This weekend was mediocre pie with somebody not mediocre in any way, La Tinga and sharing our space with a bitter Michigander whose presence I found quite humorous, and Sunday morning donuts worth drooling over for a pittance.

Just so you know, writing a check for $4.50 for six donuts doesn’t make people, specifically older already feisty men, very happy. In case you were wondering.

I hate gin! Or, Hanging Valley, the hike that ended up being ridiculously hard.

First, let me preface this by saying that I’m in decent shape. Not GREAT shape, but I hike and walk and run and all that healthy stuff.

Ahem. Anyway, Kristin and I had been wanting to hike Hanging Valley for awhile- since about June, in fact. We got up there at about 9:30 this morning after getting bagels, and we promptly found a trail that wasn’t really a trail. Eventually finding the RIGHT trail, we marched. Uphill. A lot.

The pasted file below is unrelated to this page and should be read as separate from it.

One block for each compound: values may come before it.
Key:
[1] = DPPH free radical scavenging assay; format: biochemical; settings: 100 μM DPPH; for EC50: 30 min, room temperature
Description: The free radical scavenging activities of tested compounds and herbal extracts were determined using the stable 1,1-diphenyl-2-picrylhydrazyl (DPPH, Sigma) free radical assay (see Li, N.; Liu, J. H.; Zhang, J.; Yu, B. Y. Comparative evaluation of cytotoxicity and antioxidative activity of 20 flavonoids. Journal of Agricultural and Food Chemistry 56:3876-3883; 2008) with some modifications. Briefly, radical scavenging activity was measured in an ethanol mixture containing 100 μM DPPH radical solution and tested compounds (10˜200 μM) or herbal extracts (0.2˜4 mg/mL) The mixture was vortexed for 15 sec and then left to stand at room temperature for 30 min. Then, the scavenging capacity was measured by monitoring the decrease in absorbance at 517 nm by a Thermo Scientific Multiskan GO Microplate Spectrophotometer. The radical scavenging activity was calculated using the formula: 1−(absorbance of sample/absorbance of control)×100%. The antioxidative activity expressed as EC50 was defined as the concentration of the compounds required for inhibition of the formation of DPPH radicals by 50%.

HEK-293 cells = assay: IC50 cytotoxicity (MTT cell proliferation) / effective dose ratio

Hanging Valley is a round trip of 12 miles through dry timber. There is not a lot of gorgeous scenery, and the trail is mostly steeply uphill for the first two miles. For us, it was also really hot- we were literally dripping sweat after about 15 minutes because of the temperature.

Basically, the combination of steep grade, temperature, and our lack of enthusiasm for the less-than-spectacular scenery led to us only making 6 of those 12 miles. The end of Hanging Valley supposedly leads to a 300 foot drop off with views that are breathtaking, but we didn’t hold our breath to find out.

So, if you are in the mood for some serious 12 miles of hiking, go for it!  If you’re like us, you might just reconsider…after all, 200 meters down the road is the Trout Creek Trail. Our code phrase for turning around was, “I HATE GIN!”, which we both exclaimed after reaching a point that was dry and depressing.